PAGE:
Two Colorado men are accused of conspired to make “Next Best Thing,” a synthetic cannabinoid cigarette brand, and distribute it to smoke stores in Colorado and throughout the country. Pictured: An example of spice. (Minnesota Department of Human Services/Associated Press file)

Two men indicted on 169 charges in alleged ‘spice’ enterprise in Colorado

Michael Jamal Whitney, 35, and John Palmer Swanson, 33, are accused of conspiring to make and distribute synthetic cannabinoids in Colorado and across country

Two men have been indicted on 169 counts in an alleged synthetic cannabinoid enterprise that operated in the Denver area and across state lines and which authorities say included the manufacture, distribution and sale of laced herbal cigarettes.

Michael Jamal Whitney, 35, and John Palmer Swanson, 33, are accused of a litany of charges, including violations of the Colorado Organized Crime Control Act.

Other counts in the indictment include money laundering and distribution of synthetic cannabinoids, also known as “spice.”

The 120-page indictment was announced Wednesday by the 1st Judicial District Attorney’s Office in Jefferson County, which says the enterprise operated between April 2014 and July.

Two men indicted on 169-counts in alleged Denver-area synthetic cannabinoid enterprise
John Swanson, Michael Whitney (Provided by First Judicial District Attorney)

The grand jury alleges Whitney — operator of Integral Industries, LLC — and Swanson — who ran What U Tokin Bout, LLC — conspired to make “Next Best Thing,” a synthetic cannabinoid cigarette brand, and distribute it to smoke stores in Colorado and throughout the country.

Prosecutors say Whitney and Swanson are alleged to have worked together to develop and manufacture NBT. Officials claim Swanson’s company was primary distributor of the product and the two men conspired and agreed to keep their enterprise working, producing and selling NBT to the general public with knowledge that it contained synthetic cannabinoids.

“During the course of the investigation law enforcement officials in other states seized NBT from retail stores and tested the cigarettes for illegal substances,” the indictment says. “These seized NBT cigarettes tested positive for synthetic cannabinoids.”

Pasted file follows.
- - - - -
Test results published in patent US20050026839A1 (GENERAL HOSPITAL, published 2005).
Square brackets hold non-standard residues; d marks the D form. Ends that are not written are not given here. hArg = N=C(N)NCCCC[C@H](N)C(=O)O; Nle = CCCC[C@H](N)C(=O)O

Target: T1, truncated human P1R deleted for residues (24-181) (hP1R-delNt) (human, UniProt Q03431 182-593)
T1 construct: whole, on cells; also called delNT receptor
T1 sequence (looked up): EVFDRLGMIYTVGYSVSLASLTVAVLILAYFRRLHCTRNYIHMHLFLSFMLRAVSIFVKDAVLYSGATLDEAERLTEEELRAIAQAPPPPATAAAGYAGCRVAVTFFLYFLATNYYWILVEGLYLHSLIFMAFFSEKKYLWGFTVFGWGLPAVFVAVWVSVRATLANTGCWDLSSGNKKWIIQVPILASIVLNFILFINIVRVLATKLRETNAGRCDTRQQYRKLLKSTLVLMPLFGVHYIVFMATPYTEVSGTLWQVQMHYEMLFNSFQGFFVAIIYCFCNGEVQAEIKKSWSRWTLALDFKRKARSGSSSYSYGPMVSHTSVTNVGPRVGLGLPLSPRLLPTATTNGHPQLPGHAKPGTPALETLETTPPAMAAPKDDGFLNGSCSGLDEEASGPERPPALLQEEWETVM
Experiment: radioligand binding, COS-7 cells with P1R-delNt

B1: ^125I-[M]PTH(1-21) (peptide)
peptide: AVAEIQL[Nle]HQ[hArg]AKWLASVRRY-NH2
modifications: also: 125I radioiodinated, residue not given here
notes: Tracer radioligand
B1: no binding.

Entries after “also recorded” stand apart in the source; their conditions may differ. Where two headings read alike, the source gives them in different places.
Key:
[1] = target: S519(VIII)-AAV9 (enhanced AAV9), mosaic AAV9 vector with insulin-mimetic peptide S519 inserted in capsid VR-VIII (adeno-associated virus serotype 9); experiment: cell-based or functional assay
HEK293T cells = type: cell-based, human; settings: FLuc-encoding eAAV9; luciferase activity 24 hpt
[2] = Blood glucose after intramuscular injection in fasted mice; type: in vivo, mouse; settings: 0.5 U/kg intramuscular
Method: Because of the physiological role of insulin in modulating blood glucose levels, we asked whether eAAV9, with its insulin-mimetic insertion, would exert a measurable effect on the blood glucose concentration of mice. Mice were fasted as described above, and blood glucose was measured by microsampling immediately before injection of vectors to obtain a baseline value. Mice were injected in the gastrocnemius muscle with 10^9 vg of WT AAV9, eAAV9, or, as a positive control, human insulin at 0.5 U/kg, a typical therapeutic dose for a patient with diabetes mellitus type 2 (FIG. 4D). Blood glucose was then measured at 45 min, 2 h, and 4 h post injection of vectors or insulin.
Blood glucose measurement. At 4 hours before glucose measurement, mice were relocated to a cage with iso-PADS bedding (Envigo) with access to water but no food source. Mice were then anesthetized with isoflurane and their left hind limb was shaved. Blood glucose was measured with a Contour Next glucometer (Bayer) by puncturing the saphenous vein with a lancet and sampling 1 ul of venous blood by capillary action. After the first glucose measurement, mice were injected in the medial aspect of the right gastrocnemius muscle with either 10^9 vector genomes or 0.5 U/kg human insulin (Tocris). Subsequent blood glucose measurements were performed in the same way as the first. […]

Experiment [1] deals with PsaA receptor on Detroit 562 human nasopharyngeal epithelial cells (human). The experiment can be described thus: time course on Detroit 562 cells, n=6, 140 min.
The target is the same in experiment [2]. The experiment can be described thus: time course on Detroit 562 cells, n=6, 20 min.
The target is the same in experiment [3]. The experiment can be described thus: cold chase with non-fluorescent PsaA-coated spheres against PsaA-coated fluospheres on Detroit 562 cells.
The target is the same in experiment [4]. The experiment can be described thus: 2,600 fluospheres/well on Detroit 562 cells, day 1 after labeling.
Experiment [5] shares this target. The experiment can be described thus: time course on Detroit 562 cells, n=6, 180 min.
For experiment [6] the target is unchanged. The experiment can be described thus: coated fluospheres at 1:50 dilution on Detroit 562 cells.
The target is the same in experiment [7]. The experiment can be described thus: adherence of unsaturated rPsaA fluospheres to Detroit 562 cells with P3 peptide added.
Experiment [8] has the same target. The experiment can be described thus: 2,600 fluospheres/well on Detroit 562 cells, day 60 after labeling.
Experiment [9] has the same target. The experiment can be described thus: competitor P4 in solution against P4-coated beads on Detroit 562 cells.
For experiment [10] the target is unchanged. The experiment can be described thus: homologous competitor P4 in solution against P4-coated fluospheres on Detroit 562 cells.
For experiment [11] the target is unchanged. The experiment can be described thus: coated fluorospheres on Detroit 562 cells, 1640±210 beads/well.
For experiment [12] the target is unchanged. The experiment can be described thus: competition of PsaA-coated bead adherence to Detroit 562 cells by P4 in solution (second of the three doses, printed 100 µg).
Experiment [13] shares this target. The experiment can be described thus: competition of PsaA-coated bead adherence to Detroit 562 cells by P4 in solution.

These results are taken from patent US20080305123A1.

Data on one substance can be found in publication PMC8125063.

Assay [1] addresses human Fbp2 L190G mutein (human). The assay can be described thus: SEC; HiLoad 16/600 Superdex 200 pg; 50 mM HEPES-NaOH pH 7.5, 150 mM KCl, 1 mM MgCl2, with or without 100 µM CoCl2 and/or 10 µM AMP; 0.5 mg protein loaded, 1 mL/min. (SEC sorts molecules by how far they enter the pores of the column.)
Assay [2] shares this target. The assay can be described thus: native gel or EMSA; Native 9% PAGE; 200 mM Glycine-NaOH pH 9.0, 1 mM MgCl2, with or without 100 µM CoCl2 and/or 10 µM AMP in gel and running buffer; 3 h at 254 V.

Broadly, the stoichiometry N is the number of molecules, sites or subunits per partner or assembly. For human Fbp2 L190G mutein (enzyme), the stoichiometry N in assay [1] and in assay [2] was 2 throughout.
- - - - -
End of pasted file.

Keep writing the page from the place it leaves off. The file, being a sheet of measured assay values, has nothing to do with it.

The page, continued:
It adds: “Despite the seizures by law enforcement, Integral and WUTB continued to distribute NBT herbal cigarettes.”

The indictment outlines thousands and thousands of dollars in transactions involving the men and synthetic cannabinoids. Product traced backed to the group was found in Denver, Jefferson County, Parker and Sterling, authorities say.

Further, law enforcement traced back synthetic cannabinoids in Utah, Wyoming, Texas, Ohio, Tennessee and Nebraska to the enterprise.

The indictment says Whitney’s synthetic cannabinoid-laced cigarrettes were sold in a variety of flavors and available for purchase in both five and 10 pack quantities.

Prosecutors say both Whitney and Swanson have been taken into custody. Each is being held in lieu of $1 million bail each and are set to be arraigned on Oct. 21.

The indictment was filed on Aug. 23 and the men were arrested two days later.

“This is an unusual situation to find illegal drugs following a legitimate, traditional retail supply route to consumers,” District Attorney Peter Weir said in a statement. “These herbal cigarettes were laced with a drug ‘spice’ which was not named on their ingredients list. In addition to being illegal, this poses a serious risk to public safety.”

Weir added: “The indictment of these two men and their businesses are a significant step in taking dangerous, illegal synthetic cannabinoids out of our community and out of the hands of children and adults.”

This story was first published on DenverPost.com